Remote Track Laying

Things have gradually coming together on the skyrail and I must admit to being very happy with the progress I’ve made on getting the track laid. I’ve been putting some thought into a couple of ways of allowing easy access for track cleaning and possibly re-railing wagons and locos. The way I’ve come to see this problem is that if there’s a derailment on the track in an inaccessible location I’ll have to climb a ladder to get at it no matter what else I’ve done on the layout. So in this sense it doesn’t matter whether the track is open to the air with low walls (say about 50mm or 2″) protecting the edges of the track base or whether it’s completely enclosed with some sort of high walls (about 11cm or 3 1/2″). If there’s a problem I’m going to have to get up there and fix whatever’s wrong. Having the track completely enclosed, even with removable lids over it, felt like it was going to make things way too complicated when I’m 2 or 3 meters up a ladder, unable to see the wheels properly and more than likely on my own. So the tube concept where the track was entirely enclosed never made it off the drawing board. I’m going with low walls and little gates at each end that will keep the critters out.

The main hurdle that I needed to address before I could install this length of track was that I wanted the whole section laid and wired up prior to it being lifted into position and permanently installed. As a secondary consideration I wanted to be able to get the whole shebang back down again as one unit so I could fix a major problem if one emerged at some point in the future and there was no other way to address it. The basic structure was to be my standard 12mm ply (1/2″) with 50mm high, 3mm thick ply “walls” running the entire length of the unit with the track bus running on top of the track bed, not hanging down below it where it might get snagged or damaged.

After a bit of fiddling and thinking I mocked up a cross-section of the track base to check that there was enough clearance to allow rolling stock to pass my standard terminal blocks that would allow the track bus to pass along on top of the road bed. There’s plenty of clearance. The side walls are 3mm thick and 62mm high which allows 50mm to sit above the 12mm play base.

I’d assembled the track base into position a few days ago and it sat there while I laid some track and did some work to the track which approaches the skyrail near the entry door. I manhandled the full length of track base down the stairs and set it up on a work table downstairs to allow the track to be laid, wired up and the protective walls to be installed along its edges. I cut up some off-cuts of 3mm ply into 62mm wide strips then laid some track underlay and secured Peco flex track on top of this.

My bus wire is 14 AWG dual strand, black and red cable. I use this around the layout and make sure that each and every length of track has a connection to this. To allow this to happen on the suspended length of track I ran bus down the outer edge of the track bed and ran connections to the rail from this every 900mm or so by terminating the wires into the plastic terminal blocks I’d tested earlier.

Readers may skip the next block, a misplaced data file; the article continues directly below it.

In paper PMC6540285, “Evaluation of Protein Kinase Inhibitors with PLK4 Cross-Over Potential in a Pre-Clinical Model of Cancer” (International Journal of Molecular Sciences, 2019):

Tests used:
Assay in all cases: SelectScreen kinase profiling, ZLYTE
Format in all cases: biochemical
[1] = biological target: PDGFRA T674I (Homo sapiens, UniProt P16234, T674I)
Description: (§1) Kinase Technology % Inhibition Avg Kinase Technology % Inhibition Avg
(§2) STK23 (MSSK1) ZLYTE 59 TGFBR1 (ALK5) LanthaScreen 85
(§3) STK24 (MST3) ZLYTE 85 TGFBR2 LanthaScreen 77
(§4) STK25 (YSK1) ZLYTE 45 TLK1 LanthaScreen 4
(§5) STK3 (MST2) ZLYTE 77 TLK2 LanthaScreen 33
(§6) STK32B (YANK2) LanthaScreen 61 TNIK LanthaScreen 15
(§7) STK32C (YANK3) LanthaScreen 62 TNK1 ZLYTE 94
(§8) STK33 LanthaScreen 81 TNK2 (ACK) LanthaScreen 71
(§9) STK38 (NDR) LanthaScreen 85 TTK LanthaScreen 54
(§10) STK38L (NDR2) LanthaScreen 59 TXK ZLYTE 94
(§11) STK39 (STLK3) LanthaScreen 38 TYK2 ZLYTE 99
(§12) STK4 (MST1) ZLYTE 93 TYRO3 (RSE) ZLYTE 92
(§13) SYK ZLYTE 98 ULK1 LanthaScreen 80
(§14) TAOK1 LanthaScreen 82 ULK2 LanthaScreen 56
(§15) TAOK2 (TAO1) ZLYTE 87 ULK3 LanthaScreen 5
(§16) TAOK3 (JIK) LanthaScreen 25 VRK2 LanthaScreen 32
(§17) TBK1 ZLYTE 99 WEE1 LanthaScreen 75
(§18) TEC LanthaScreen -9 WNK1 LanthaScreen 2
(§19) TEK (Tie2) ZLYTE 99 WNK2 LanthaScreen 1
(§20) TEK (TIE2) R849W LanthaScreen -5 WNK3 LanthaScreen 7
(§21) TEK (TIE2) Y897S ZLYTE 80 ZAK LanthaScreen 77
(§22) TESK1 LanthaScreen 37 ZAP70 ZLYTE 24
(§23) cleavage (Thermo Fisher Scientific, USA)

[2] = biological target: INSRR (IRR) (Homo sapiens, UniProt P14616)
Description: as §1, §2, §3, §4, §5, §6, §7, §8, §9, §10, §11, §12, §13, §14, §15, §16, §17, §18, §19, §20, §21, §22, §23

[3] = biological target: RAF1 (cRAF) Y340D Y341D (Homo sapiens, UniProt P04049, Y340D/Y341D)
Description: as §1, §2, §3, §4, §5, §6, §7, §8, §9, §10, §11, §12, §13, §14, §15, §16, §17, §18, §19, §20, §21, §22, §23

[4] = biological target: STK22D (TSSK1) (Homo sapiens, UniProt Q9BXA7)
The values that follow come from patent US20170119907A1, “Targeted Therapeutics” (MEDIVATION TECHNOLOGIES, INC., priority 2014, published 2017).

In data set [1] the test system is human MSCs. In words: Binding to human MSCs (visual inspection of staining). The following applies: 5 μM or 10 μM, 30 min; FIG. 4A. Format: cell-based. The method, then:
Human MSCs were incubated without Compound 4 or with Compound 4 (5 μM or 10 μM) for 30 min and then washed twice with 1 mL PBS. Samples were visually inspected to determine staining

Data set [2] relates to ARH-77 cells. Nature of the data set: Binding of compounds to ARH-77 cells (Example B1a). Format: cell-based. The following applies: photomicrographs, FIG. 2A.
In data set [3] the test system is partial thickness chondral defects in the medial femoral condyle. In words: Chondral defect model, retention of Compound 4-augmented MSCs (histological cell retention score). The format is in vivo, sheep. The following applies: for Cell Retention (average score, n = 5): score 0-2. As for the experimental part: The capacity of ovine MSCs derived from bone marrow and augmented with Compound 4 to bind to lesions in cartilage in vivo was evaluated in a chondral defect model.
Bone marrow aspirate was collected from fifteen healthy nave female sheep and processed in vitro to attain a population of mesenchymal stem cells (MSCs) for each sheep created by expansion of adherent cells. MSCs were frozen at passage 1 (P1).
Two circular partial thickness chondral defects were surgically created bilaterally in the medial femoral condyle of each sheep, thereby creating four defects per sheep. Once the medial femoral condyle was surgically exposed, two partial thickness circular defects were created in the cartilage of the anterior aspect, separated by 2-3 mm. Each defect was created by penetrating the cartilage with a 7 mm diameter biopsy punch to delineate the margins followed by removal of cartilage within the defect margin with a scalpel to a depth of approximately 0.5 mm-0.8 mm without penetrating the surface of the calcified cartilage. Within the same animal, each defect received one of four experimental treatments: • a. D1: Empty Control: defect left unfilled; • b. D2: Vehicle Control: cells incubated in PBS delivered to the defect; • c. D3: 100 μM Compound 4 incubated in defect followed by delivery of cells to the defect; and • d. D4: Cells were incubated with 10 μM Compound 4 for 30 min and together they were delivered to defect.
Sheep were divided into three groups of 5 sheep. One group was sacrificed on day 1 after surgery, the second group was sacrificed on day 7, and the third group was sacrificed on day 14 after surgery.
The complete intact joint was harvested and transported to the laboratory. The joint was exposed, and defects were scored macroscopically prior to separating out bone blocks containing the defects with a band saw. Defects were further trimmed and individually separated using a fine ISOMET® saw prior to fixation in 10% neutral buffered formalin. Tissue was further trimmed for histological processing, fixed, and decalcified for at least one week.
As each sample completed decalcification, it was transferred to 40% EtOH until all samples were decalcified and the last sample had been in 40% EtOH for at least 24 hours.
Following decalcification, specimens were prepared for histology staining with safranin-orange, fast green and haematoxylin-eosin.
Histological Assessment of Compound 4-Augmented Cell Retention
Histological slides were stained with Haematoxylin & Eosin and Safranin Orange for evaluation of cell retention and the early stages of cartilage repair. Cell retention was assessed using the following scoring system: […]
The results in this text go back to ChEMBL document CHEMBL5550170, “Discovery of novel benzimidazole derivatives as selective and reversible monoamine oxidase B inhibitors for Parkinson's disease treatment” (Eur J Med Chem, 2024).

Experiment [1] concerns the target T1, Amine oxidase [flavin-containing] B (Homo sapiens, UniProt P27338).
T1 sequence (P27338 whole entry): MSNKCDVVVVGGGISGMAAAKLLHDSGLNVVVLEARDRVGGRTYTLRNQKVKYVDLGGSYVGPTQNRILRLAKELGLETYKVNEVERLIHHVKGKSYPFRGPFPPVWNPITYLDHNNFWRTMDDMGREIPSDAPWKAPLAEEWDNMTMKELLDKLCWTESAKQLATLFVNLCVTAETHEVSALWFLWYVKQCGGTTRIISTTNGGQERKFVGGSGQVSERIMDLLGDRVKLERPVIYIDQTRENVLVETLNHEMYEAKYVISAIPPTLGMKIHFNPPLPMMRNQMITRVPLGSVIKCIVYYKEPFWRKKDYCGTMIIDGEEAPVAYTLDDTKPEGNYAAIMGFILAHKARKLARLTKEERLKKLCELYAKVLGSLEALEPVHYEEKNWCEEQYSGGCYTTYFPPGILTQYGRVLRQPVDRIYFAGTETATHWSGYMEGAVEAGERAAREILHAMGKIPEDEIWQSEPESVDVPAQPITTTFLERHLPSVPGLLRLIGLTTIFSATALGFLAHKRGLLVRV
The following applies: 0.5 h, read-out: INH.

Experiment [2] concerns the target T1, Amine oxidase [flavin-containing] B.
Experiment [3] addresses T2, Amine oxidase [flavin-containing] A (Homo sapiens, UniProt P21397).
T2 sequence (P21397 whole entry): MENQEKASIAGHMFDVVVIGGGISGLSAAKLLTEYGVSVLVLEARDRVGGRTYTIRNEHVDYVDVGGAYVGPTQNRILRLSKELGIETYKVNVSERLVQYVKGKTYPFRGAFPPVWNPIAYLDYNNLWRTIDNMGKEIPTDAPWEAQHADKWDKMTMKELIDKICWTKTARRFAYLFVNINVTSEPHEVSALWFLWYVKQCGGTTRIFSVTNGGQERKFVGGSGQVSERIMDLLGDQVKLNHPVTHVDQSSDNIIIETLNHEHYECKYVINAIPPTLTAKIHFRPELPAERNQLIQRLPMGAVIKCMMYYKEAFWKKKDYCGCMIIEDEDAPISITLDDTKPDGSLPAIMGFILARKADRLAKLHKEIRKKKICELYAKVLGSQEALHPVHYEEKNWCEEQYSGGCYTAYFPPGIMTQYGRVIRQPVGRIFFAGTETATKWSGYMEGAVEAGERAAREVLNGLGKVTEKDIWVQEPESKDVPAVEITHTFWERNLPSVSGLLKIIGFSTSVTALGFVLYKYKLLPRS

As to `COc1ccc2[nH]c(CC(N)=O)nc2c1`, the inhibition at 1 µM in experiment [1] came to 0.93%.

I decided to place the wiring above the track bed to protect it and make installation of the length of track bed easier as this would mean nothing would be external to the plywood thus presenting a neat, self-contained cross-section.

After laying the track and wiring this up I commenced installing the side walls along the outer and inner edges of the track base. Unlike my usual practice of avoiding the use of glue I decided to glue and screw these into position. I ran a bead of glue along the bottom edge of the ply and then used every large clamp I owned to hold these in position. I then went along the edges and screwed in small 9mm pan head screws to provide additional support.

I used glue in addition to screws every 200mm or so to make the whole structure as rigid as possible. I’m relying on the 3mm ply to provide some vertical rigidity to the track bed so that drooping and flexing is at a minimum. The brackets I’ve installed will be more than sufficient to hold the track bed and trains as they pass by in place but I want to ensure that there is virtually no sagging and these lengths of 3mm ply should make the whole structure extremely rigid.

This shot shows the walls in place and the wiring running down the edge of the base. There’s a little waviness to the 3mm ply but I’ve already checked and there’s ample clearance for trains to pass by.

All that’s left to do now is lift it into position and hook it up to the rest of the layout 🙂

2 thoughts on “Remote Track Laying

  1. Trevor,
    You were talking about having to get on a ladder to rerail cars etc. why not make those hard to get to areas a permanent long rerail track. Add boards on the outside of the rails butted up next to the rail with a slight incline upwards as you go away from the track and boards on the inside that do the same leaving the are needed for flanges. Of course the areas at each end would have the points needed to guide the wheels back to where they should be. That could eliminate most all your derailment problems in those areas and are not seen while viewing the layout…

    Jim Allen

  2. Looking great, Trevor! Your progress updates are always fascinating. Keep up the good work – both on the layout, and the blog.

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